1970s: Calculator / Abacus

“The soroban (算盤, そろばん, counting tray) is an abacus developed in Japan. It is derived from the Chinese suanpan, imported to Japan around 1600. Like the suanpan, the soroban is still used today, despite the proliferation of practical and affordable pocket electronic calculators. 

“Dual soroban-calculators were produced from 1979 and in recent use in Japan”
- Wikipedia

Sources: TechnabobTotton Heffelfinger / Open Hammerhead

6 Responses

  1. qka

    I once read that just after WWII, then state of the art electro-mechanical calculators were in a contest against abacuses. A very proficient US Army operator was ran the calculator, a experienced japanese ran the abacus.

    As I remember, for addition and subtraction, the abacus was MUCH faster. For multiplication it was about even. Only in division was the calculator faster.

    This may be the logic behind these hybrid devices.

    Reply
  2. chuck

    i lived in japan in the late 1980s, and they still taught the abacus in elementary school. just about everyone i asked was able to show me how to do basic math much faster than using a calculator. clerks often totalled up my purchases on an abacus, and then entered the final amount into the cash register rather than ring things up.

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  3. Vlad

    I’m from Soviet Union and we had to study abacus in the first classes in the school in math lessons. I went in my first classes after Soviet Union collapse in 1992., but we had to learn abacus. After that it was often used by traders in the market. Now i haven’t seen abacus in trade, but i have one in my house, old one, it’ from 1920s or even older, maybe from monarchy time.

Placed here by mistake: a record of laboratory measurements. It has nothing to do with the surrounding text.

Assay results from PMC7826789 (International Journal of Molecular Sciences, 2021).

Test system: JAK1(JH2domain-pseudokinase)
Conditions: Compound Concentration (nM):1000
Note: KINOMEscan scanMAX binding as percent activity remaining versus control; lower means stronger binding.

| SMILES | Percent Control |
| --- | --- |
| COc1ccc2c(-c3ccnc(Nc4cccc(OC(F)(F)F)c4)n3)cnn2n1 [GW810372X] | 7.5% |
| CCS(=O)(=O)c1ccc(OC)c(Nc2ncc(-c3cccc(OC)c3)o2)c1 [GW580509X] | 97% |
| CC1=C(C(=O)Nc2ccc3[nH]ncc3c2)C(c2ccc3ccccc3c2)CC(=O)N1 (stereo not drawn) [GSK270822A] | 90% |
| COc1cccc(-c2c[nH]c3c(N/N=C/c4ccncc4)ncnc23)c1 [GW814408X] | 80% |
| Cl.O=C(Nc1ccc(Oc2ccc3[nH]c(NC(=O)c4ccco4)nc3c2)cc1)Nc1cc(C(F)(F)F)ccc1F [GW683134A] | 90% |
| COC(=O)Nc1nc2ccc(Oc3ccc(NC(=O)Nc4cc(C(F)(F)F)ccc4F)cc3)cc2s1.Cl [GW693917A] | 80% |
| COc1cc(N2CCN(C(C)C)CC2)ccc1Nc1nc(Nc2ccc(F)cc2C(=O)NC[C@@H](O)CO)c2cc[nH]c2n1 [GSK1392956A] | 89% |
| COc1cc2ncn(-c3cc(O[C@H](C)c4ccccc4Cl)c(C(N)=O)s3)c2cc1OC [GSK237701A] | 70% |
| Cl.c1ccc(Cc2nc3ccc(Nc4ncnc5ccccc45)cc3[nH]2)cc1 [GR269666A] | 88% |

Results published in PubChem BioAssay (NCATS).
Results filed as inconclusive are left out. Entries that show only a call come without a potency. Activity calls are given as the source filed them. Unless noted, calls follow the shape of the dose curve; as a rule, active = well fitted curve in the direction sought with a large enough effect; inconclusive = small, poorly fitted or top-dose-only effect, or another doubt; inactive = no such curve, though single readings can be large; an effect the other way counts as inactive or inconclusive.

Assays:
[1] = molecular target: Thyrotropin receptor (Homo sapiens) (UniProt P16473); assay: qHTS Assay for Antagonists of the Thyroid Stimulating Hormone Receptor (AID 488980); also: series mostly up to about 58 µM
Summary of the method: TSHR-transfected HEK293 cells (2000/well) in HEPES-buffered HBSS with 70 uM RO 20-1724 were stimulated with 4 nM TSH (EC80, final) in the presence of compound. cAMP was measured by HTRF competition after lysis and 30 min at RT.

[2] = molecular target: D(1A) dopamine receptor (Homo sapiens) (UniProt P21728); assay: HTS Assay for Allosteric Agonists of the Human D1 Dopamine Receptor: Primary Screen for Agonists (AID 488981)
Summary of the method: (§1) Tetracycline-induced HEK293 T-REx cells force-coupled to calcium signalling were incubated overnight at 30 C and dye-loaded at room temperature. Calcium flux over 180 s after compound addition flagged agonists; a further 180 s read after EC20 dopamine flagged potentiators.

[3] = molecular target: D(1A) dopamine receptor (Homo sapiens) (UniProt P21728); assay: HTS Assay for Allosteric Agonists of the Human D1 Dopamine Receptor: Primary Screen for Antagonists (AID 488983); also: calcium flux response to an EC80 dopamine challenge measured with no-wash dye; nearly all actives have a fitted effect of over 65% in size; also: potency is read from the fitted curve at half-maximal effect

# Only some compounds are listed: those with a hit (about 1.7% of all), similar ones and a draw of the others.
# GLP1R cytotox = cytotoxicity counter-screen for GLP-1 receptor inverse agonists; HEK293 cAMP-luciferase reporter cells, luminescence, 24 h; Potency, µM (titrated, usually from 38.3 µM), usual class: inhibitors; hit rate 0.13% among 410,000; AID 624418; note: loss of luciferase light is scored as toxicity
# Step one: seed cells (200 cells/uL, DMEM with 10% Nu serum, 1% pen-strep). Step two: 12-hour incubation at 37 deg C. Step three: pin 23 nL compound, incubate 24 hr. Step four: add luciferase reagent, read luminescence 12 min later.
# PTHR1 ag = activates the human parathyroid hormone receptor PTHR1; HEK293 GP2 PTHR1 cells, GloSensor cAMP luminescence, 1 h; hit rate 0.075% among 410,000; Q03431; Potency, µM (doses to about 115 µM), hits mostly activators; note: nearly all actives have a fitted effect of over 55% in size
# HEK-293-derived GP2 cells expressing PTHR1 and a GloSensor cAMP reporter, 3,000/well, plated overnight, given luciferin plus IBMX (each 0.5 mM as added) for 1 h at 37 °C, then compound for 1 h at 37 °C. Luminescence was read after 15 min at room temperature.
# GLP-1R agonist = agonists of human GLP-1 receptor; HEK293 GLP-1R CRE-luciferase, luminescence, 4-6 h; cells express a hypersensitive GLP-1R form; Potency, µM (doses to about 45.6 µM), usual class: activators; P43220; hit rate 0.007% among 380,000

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  4. nagaijin

    I’ve lived in Osaka, Japan, for nearly 20 years and I haven’t seen a soroban in ages (I have *never* seen those combination calculator-soroban things, ever: few young people would use the soroban any more) . The last place soroban were used regularly was in the post office (by the clerks, but there was also always one for customers at the postal savings counter).They disappeared a good 10-12 years ago. An accountant I know, a man in his mid-70s, says he still has a soroban next to his computer for quick calculations (his younger colleagues don’t, though!). @qka, yes, he agrees that a calculator is much faster for division. When he’s calculating something in his head, he visualizes the soroban beads (you see many older Japanese twiddling their fingers at the bank or in a shop and you know that’s what they’re doing). Some parents still send their kids to after-school soroban lessons – an elderly former math teacher operates a small classroom not far from my home.

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  5. Gauldar

    The 5th image down from the top the manufacturer is Suntory. Is this the same company that makes Suntory whiskey and beer? If it is, I had no idea they dabbled in electronics, but then again, large Japanese companies dabble in a bit of everything.

    Reply

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